All kits will have a sequence of jobs to complete, normally in small sub assemblies this is done this way for a reason so do the steps exactly as instructed, and you should not be disappointed with the results. You can if you wish show your loved one the new sub assembly you have engineered and built, explaining what it is and what it does, it’s an exciting time, but after the first two or three they normally get the hump! ALWAYS work in a clean environment. Wait until you can get a nice clean table or similar with no real distractions. You would be surprised how much quicker this makes it go together. Work on the dining room table with care, they seem to scratch easily, we don’t want to upset anyone just yet! And if you drop a screw/nut, you will discover that your carpet will eat it! You then spend the next 15 minutes on all fours looking for that one tiny nut! (Again ask me how I know!) Think about space, as most pod and boom helicopters build the main mechanics and they don’t look that big until you add the tube that is the boom, all of a sudden your helicopter can be 3 feet long!

Once you have built your nice new helicopter you will need to install the radio equipment. Any defects or omissions here will certainly cause a crash. Ensure that you protect all installed equipment from vibration using proper servo mounting bushes (normally included), Gyro mounting pads, and I would suggest fitting your receiver in a well-designed crash protection box. (They are available from you local model shop and are fairly inexpensive. Fit the largest size battery pack you can get for your helicopter. (Largest in capacity not physical size of the pack!) This means that you get more time to fly and less time spent charging up. But even if you are a “normal” club flyer, you will at least have some power left in reserve.
Make sure all wiring is neatly routed throughout your helicopter and again your manual may well give you tie wraps or similar to aid this part. Any extension servo leads used tie the plug and socket together to avoid separation during flight. The plug from the gyro is a common one.

Starter equipment

Keep the box and all the packaging until the end, you will be surprised at how often you will miss something, and of course by now you have thrown the bag away it was supposed to be in!
Before you can fly your helicopter you will need some of the other “stuff” you would have purchased. These ordinarily comprises fuel, and some form of starter kit, normally a 12v starter, something to add power to the glow plug, a 12v battery ,fuel pump, either hand or battery powered.
So let’s check where we are. You have bought this nice new easy to build, radio controlled helicopter, persuaded your loved one it isn’t a “fad”. Sought lots of advice along the way, got it home, lovingly built it, installed the radio gear, added the engine and muffler. So all seems well in the world! But of course you now, like Dr Frankenstein, you want to see you creation come alive!
So charge up your batteries, don’t forget there are three, one in the helicopter, one in the TX and one in your new flight box. Get everything together and make that appointment with your club help!

Moving onwards and upwards (hopefully!)

Moving on from the building stage, you now have your new pride and joy finished and looked over by your club mentor. He/she should take you through the safety aspects of your helicopter, and those of your new club. They should coach you through start up and close down procedures, so again you are safe.  If possible ask them to test fly your creation. You will be itching to get to those sticks, but a well trimmed and set up helicopter will pay dividends later because, you won’t learn bad habits (in theory at least!), your club buddy/mentor will know a helicopter flies, so the bit that doesn’t quite work yet is YOU!  Now, with everything in life those that can fly already it make it look simple to those of us who can’t!  When you try it on your own RC helicopter, that it is not that simple after all and you will find a level of frustration creeping in.  Patience....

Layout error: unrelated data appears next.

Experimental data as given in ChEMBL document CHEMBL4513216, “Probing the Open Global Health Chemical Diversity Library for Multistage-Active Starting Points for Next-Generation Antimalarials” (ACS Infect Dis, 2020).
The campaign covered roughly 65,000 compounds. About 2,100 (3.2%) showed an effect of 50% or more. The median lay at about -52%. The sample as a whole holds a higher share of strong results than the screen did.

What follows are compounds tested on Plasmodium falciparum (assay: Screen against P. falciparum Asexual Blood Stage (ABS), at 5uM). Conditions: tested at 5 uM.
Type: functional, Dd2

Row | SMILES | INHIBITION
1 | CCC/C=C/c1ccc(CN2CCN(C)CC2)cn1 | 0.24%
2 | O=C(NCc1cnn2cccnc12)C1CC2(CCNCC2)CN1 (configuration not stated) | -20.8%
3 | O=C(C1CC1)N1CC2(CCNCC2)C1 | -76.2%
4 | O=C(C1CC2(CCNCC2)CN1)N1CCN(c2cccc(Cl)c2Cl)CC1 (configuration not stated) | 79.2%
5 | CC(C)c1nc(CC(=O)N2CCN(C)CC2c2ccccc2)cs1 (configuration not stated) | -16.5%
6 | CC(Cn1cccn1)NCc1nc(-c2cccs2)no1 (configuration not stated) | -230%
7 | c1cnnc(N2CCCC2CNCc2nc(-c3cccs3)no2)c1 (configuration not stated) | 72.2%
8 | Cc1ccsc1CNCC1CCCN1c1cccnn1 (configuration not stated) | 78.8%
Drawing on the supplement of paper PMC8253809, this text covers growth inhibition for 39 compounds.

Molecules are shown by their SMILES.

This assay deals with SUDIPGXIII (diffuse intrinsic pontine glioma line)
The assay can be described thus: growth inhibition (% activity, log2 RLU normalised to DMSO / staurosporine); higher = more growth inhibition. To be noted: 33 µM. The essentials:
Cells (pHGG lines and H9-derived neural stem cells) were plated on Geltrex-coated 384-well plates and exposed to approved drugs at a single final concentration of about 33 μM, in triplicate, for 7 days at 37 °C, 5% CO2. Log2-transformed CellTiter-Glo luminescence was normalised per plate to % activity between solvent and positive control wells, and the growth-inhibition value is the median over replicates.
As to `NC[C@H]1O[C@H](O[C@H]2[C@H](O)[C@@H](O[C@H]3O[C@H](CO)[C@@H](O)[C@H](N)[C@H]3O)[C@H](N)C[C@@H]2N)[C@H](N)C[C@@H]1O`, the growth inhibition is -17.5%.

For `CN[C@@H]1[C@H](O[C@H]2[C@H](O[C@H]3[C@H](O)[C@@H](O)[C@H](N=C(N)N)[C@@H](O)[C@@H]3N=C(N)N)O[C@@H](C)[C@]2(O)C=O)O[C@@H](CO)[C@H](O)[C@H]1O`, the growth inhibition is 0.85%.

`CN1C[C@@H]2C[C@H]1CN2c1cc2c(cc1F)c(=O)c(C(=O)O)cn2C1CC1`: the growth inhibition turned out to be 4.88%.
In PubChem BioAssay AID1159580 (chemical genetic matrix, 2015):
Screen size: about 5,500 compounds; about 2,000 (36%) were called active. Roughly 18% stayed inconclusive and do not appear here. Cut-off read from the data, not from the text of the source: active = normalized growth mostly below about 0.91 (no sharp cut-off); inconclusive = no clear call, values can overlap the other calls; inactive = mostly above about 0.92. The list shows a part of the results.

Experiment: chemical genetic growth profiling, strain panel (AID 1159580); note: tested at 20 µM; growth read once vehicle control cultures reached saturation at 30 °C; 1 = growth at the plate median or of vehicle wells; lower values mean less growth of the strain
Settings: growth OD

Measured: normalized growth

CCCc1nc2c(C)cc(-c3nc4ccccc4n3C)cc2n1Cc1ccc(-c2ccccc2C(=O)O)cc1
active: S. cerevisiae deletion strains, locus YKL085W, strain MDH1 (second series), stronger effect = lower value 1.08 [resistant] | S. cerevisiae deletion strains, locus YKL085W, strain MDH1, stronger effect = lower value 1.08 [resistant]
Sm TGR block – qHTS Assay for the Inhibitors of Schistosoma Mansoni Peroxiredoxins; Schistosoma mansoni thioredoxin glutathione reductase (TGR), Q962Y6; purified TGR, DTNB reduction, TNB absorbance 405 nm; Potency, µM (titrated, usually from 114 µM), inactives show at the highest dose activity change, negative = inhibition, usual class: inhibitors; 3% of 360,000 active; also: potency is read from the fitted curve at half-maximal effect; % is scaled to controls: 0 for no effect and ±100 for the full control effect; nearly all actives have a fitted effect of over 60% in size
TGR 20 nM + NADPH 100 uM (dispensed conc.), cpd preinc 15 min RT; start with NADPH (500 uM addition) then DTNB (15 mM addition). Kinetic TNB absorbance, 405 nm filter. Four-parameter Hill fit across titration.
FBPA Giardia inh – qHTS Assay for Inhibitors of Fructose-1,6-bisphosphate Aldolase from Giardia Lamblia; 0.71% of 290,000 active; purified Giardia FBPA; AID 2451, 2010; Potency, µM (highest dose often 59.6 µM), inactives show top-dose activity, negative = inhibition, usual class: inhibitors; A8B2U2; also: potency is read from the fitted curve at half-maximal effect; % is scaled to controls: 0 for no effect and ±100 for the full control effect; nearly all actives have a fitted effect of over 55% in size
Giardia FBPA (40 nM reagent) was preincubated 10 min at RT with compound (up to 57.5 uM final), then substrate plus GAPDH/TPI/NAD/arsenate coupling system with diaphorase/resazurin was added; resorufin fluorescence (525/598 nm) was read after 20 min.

Take your time!
In time gone by many pilots, particularly those helicopter pilots and manufacturers were the innovators to the sport and each year new experiences occurred and they had to learn the hard way, by just doing it. Today’s pilot has the luxury of years of experience, research and development,  and thanks to the Far East a plethora of helicopter kits and equipment to make life easy (autopilot is a reality now too!)  But one thing that has changed the face of RC helicopter training is the simulator. The early simulators like “Aero chopper” were at the time ground breaking, today’s simulators use state of the art graphics and flight dynamics. The purpose of a simulator obviously allows you to try things in a virtual world without risk to your real world helicopter. They should save you money in the long run. I am not suggesting you run out and buy the latest RC simulator, as many of today’s top pilots have not learned on one, but if the technology is there to aid you, why not utilize it?
Bare in mind a simulator is not a toy or a game, it is designed to replicate today’s helicopter designs and flight characteristics and should be seen as a training tool, of course have some fun with it. Experiment with differing angles, heights, distance. Try to hover consistently over one spot, try auto rotated landings, and it is great for out right hands on sticks experience.
So to the real thing….
If possible choose a day your buddy can be there to assist, motivate and share your experience. But here is a few things for you to try over the coming months.....

Ultimately fly safely, fly and enjoy it, never be afraid to try new stuff, but be honest with your capabilities, never be afraid to ask for help, direction or support.   This insight is not intended to be the answer to everything in RC helicopters, but more of a starting point and light hearted explanation. Other pilots/builders may have different opinions, and this article does not attempt to cover everything!